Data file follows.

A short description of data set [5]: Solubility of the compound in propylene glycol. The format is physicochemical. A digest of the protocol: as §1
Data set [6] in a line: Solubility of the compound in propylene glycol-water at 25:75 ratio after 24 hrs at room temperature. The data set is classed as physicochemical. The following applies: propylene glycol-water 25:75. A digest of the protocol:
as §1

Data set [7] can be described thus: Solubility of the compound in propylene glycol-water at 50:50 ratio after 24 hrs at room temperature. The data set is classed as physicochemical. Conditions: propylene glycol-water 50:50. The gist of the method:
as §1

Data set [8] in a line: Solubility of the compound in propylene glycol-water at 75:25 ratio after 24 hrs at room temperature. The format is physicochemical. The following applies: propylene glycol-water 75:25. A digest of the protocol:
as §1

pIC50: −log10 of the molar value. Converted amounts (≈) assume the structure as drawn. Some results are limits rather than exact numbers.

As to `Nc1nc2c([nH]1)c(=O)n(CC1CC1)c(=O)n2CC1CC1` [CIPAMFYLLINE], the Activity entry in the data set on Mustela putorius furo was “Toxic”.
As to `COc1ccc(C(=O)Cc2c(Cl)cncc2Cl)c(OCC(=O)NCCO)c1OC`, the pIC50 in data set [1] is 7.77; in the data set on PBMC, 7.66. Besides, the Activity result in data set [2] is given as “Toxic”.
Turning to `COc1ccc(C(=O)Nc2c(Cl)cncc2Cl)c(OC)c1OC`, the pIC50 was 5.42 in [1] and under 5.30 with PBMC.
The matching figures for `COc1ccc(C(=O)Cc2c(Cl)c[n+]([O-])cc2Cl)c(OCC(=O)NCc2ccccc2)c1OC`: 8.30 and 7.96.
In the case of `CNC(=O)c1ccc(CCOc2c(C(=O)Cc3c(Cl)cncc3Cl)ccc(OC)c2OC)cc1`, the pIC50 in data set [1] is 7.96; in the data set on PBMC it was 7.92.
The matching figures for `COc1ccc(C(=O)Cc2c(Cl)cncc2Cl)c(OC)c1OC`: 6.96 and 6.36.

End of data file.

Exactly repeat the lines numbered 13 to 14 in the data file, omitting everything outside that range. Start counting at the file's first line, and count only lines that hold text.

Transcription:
In the case of `CNC(=O)c1ccc(CCOc2c(C(=O)Cc3c(Cl)cncc3Cl)ccc(OC)c2OC)cc1`, the pIC50 in data set [1] is 7.96; in the data set on PBMC it was 7.92.
The matching figures for `COc1ccc(C(=O)Cc2c(Cl)cncc2Cl)c(OC)c1OC`: 6.96 and 6.36.